It was decided that the house that we live in is not suitable to have my mother living here in her - then - condition. Although there is a downstairs toilet facility, there are lots of little steps in awkward places. It, she would have ended up either a prisoner in her own room or sitting with us the whole time, neither of which would have been a good idea. As fond as my husband is of my mother, it would be putting a great strain on him, and we have a relationship of our own which is important to us - after many years of marriage its as important as it was in the beginning, it requires nurturing, not threatening it, really.
The first one that was tried, I had tried the previous year, I had asked my doctor if there was anywhere she could go to for one day a week or so and he had tried one. I don't quite know, I can't remember how he accessed that, but anyway, whatever, she didn't like it 'It was full of old people.' She didn't like it, the fact that she was going on for 80 was neither here nor there, she was 80 in fact: 'I'm not going there.'
But following the diagnosis she was able to go to a day centre attached to the psychiatric unit of the hospital which was run by this consultant's boss, if you like and he, she went initially one day a week, well in fact almost immediately two days a week because one day a week was too long apart for her to be able to remember what was going on, but two days a week she seemed to be able to cope with. Every week was a fresh week and a fresh experience but the two together with just one day in between, she got into a routine and she went relatively happily for some time, and then three days a week.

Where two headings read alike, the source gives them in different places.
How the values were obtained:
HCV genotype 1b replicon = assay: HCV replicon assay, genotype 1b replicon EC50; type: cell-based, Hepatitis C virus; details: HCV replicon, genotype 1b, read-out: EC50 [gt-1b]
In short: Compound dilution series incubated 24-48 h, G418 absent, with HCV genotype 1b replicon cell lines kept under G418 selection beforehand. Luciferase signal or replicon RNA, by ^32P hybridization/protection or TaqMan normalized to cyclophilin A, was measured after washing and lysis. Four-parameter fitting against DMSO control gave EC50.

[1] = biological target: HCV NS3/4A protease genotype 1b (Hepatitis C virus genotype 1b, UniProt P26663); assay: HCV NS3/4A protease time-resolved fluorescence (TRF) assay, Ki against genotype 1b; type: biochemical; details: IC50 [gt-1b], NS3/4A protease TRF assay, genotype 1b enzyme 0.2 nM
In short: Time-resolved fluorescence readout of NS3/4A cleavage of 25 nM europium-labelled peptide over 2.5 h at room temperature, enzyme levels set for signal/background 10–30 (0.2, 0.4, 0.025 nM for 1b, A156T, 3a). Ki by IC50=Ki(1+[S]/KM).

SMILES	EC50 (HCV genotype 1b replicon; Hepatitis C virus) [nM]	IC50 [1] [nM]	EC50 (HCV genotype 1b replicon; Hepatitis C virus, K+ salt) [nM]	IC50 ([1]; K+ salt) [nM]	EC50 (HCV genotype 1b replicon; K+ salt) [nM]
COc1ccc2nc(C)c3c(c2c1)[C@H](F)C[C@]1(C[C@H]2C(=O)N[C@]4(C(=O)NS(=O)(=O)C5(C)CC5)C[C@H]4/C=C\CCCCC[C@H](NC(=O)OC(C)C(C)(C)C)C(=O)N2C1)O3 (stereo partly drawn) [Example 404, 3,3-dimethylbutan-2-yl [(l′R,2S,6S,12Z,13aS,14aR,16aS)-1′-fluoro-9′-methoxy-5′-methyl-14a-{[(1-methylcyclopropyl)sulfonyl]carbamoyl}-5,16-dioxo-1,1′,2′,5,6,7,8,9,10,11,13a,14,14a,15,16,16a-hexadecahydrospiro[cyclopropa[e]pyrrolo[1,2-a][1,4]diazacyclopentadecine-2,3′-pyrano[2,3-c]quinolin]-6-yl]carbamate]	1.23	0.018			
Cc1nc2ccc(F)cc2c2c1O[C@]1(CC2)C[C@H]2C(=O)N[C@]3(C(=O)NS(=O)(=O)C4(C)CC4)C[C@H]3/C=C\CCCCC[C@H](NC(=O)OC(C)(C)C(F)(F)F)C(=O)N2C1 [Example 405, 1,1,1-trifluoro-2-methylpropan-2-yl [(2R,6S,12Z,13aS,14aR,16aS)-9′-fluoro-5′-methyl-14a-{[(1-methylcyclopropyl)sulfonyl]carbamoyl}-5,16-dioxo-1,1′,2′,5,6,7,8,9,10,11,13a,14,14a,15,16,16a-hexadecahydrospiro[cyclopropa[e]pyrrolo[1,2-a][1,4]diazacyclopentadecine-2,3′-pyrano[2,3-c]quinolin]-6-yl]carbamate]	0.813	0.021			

Partly that was I think supposed to help me, and it did because I knew where she was from 9 o'clock but the problems were that she had to be picked up and brought back. Bringing her back wasn't too much of a difficulty because they would bring her back in the hospital minibus and somebody would escort her into her flat and once she was there she knew where she was. And we'd set it up as far as possible like her previous flat so all her familiar things were there, just like a slightly different layout by the nature of things, but she would, she would recognise her own pictures and things.
But going was a different matter, she would get the day wrong, she would go downstairs and try and get on board other people's buses and transport which were nothing to do with her. She would refuse to go, they would come for her and 'I'm not going' because she'd been out an hour earlier and tried to go and not been able to go on some other bus or transport she would, a fit of high dudgeon and 'I'm not going' and that was that. But they began, they learned, they knew how to deal with it for the most part, I think the drivers are volunteers but they, they obviously get the hang of it and by and large she attended most of them.
In the case of dealing with a parent, there's a role reversal and the, even though you may have been moved out of the family home for years and years, and you've been living your own life and making your own decisions, in the relationship between the parent and the child however, whatever their ages, there is always some residual authority invested in the parent. Well that changes, the parent becomes dependent on the child by, of necessity, and the child finds they're making the decisions for the parent: where to live, how to live, whether they have carers in, whether to move house, which GP, what to eat, everything, what to wear on a particular day.